Especially, nail involvement, scalp afflictions and intergluteal/perianal psoriatic lesions are associated with a higher likelihood of developing PsA and are therefore regarded as major predictors of PsA.[7,8] For instance, nail lesions were found in about 40–45% of patients with psoriasis only and in about 87% of patients with PsA.[9,10]

The nail is just as much a part of the anatomical functional unit of the enthesis as of the skin.[11] The fascia of the enthesis transitions into and is continuous with the nail root.[12] McGonagle[12] and Tan et al.[13] used magnetic resonance imaging (MRI) of the finger to study the anatomical correlations. Histologically, and with high-resolution MRI, one could see that the extensor tendon that crosses the distal interphalangeal (DIP) joint is connected with the nail root and matrix via tendinous fibres surrounding the root.[13] In PsA there is nearly always enthesitis of the DIP joint in the early phase of disease. The inflammatory reaction may be severe, even affecting the nail matrix. This close relationship between the nail, tendinous attachment to the bone, and periosteum may explain why patients with psoriatic arthritis, who typically have inflammatory changes affecting the DIP joint, often develop inflammation of the nail, too.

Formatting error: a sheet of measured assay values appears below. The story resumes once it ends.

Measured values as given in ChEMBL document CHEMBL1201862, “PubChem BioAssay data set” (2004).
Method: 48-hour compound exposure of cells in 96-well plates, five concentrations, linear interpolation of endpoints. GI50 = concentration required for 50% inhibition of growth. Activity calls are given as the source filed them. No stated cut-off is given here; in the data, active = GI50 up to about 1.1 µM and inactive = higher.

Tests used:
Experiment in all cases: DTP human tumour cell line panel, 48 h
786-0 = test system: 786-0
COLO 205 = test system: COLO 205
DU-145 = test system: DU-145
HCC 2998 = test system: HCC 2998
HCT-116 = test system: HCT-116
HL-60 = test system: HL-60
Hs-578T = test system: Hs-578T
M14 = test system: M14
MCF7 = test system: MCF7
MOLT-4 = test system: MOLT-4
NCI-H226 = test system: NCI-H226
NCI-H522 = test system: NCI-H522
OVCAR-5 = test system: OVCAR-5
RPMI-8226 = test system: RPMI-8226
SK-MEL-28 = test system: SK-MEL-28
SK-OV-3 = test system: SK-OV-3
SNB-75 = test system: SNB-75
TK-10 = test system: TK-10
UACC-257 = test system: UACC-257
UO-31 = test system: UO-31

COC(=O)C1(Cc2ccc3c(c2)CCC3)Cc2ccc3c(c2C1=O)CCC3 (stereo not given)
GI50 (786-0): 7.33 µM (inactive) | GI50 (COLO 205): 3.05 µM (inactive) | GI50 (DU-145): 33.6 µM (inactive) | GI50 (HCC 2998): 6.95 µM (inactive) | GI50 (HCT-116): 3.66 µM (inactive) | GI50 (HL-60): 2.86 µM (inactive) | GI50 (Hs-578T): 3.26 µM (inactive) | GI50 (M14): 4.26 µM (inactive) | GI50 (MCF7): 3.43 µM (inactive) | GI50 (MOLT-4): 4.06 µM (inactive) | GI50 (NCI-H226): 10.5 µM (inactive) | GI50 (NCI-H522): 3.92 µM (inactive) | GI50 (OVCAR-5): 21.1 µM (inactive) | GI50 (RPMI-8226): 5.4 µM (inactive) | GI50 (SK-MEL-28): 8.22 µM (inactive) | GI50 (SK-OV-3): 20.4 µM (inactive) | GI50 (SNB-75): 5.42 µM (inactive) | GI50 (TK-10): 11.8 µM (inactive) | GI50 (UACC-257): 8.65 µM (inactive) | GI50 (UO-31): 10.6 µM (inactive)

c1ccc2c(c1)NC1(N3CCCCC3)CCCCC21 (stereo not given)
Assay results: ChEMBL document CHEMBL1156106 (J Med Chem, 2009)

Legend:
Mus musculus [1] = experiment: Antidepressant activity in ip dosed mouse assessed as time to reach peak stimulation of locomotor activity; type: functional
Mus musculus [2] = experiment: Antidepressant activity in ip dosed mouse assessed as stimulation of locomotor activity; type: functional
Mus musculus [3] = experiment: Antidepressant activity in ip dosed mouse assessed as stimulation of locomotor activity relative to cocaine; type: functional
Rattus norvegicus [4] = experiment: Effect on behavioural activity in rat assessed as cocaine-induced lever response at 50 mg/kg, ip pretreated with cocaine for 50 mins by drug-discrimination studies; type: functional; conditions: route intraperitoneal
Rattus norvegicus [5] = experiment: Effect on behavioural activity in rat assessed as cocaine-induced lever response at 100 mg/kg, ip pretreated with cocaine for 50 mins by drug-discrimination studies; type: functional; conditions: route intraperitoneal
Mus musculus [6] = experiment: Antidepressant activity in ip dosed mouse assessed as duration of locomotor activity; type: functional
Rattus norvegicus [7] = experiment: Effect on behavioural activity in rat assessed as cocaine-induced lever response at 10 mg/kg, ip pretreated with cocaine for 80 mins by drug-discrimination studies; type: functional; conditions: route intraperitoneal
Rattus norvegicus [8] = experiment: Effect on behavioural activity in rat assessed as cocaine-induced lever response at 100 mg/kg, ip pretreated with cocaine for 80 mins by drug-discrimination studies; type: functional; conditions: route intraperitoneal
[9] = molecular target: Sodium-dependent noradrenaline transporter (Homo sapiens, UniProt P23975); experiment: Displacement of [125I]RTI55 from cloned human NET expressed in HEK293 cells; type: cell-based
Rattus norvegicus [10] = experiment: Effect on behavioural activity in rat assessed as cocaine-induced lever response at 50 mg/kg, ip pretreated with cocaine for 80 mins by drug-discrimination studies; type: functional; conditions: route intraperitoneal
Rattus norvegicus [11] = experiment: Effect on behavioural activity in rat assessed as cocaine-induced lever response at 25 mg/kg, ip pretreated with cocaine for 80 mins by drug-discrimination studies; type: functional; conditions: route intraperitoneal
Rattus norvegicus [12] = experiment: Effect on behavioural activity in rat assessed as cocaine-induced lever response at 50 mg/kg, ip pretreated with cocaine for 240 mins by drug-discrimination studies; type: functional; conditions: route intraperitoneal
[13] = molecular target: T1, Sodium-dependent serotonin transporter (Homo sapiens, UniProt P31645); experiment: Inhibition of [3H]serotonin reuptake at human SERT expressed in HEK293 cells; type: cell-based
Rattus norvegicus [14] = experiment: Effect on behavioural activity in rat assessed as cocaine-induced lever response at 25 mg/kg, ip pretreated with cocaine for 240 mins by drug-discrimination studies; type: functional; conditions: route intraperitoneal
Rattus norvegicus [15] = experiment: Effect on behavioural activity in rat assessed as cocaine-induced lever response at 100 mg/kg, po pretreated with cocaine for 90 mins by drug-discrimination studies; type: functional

Psoriatic arthritis is often prone to be overlooked.[3] Because more than 80% of patients with PsA present symptoms of psoriasis before developing symptoms of PsA,[14] dermatologists are in a unique position to detect PsA earlier in the disease process through regular, routine screening of patients with psoriasis. Therefore, active monitoring of patients with psoriasis for signs of joint or arthritic involvement and familiarity with PsA screening, diagnosis and treatment options can help dermatologists to positively impact the clinical course of psoriatic disease. Distinguishing clinical features of PsA include nail involvement in the vast majority of cases. The severity of nail involvement is determined by the site of the inflammatory reaction. If the nail matrix is involved, there may be development of indentations (pitting), leukonychia, red patches in the lunula, and onychodystrophy. Severe nail psoriasis can result in the crumbling of the nail. If the nail bed is affected, typical 'oil spots', splinter haemorrhage, onycholysis, and subungual parakeratosis and hyperkeratosis can be observed.

The main objective of the present analysis was the identification of significant clinical and patient-reported predictors for concomitant psoriatic arthritis in a population-based cohort of patients with psoriasis. For this purpose we performed an analysis of data, derived from three independent national cross-sectional studies on health care in psoriasis and psoriatic arthritis, conducted in Germany in the years 2005, 2007 and 2008.

The research questions raised were the following:

  1. How do patients with PsA, who are treated in dermatology settings, differ from patients without PsA?

  2. What are the strongest predictors of PsA?